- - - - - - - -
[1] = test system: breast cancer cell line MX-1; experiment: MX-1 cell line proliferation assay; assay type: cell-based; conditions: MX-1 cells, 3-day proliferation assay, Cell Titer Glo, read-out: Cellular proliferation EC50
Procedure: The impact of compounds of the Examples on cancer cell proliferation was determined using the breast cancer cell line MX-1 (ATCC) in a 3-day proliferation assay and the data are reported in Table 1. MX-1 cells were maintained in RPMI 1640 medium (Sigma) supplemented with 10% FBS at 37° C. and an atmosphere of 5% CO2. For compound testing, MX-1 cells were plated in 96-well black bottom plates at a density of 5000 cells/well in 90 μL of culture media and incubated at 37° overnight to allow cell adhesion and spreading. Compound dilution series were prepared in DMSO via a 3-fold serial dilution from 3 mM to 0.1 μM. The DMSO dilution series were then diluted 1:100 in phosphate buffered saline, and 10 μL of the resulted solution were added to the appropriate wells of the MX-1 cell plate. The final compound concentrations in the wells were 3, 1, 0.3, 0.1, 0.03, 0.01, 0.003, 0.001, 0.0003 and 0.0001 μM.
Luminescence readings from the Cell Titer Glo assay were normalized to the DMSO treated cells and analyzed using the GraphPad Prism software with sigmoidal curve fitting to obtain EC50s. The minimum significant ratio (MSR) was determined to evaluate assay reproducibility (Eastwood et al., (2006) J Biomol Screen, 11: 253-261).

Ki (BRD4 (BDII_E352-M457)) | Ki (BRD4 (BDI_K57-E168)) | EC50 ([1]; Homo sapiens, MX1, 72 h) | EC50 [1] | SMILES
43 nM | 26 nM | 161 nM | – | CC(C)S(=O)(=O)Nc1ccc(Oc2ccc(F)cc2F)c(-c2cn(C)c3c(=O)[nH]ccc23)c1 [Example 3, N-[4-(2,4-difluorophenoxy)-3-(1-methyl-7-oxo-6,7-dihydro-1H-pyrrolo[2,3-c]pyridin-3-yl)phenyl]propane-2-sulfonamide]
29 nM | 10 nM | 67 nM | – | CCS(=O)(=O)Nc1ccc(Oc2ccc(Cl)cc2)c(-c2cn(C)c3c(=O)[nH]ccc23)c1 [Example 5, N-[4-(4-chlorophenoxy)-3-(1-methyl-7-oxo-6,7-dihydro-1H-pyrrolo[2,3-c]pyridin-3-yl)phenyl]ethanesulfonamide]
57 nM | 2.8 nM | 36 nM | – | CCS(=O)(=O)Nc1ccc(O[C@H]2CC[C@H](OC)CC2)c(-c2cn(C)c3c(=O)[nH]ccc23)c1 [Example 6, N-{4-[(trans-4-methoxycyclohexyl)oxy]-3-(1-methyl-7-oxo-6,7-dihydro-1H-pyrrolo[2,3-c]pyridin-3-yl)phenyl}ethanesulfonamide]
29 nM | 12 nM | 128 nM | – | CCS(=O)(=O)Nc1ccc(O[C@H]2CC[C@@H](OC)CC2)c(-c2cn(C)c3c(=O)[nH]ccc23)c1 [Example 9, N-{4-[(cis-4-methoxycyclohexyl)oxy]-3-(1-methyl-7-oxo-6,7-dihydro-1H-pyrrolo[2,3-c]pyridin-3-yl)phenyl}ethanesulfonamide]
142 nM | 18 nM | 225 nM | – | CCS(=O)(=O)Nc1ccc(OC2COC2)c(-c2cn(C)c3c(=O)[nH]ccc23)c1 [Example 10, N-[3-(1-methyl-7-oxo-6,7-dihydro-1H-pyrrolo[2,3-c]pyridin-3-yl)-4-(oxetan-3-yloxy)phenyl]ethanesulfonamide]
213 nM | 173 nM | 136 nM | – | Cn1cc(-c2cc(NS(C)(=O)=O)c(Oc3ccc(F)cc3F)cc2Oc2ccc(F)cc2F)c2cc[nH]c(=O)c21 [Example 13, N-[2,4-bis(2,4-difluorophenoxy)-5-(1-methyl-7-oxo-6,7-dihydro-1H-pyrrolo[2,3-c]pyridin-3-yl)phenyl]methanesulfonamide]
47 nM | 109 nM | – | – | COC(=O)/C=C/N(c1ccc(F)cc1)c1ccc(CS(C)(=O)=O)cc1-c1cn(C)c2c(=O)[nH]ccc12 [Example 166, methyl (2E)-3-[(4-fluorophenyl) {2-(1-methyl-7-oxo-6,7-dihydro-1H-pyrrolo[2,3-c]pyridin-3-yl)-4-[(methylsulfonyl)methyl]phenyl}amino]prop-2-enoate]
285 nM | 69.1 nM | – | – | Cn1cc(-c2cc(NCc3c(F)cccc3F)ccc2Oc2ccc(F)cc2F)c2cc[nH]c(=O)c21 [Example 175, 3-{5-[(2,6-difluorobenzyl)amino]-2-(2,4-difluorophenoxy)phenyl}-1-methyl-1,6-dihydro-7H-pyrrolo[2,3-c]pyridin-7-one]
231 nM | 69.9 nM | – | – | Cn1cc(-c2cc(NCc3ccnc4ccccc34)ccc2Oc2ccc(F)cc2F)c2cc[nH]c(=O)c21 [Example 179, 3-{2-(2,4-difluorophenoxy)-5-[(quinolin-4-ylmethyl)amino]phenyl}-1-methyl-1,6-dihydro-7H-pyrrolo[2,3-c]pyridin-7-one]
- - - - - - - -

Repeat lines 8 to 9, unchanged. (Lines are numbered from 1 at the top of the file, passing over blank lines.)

29 nM | 12 nM | 128 nM | – | CCS(=O)(=O)Nc1ccc(O[C@H]2CC[C@@H](OC)CC2)c(-c2cn(C)c3c(=O)[nH]ccc23)c1 [Example 9, N-{4-[(cis-4-methoxycyclohexyl)oxy]-3-(1-methyl-7-oxo-6,7-dihydro-1H-pyrrolo[2,3-c]pyridin-3-yl)phenyl}ethanesulfonamide]
142 nM | 18 nM | 225 nM | – | CCS(=O)(=O)Nc1ccc(OC2COC2)c(-c2cn(C)c3c(=O)[nH]ccc23)c1 [Example 10, N-[3-(1-methyl-7-oxo-6,7-dihydro-1H-pyrrolo[2,3-c]pyridin-3-yl)-4-(oxetan-3-yloxy)phenyl]ethanesulfonamide]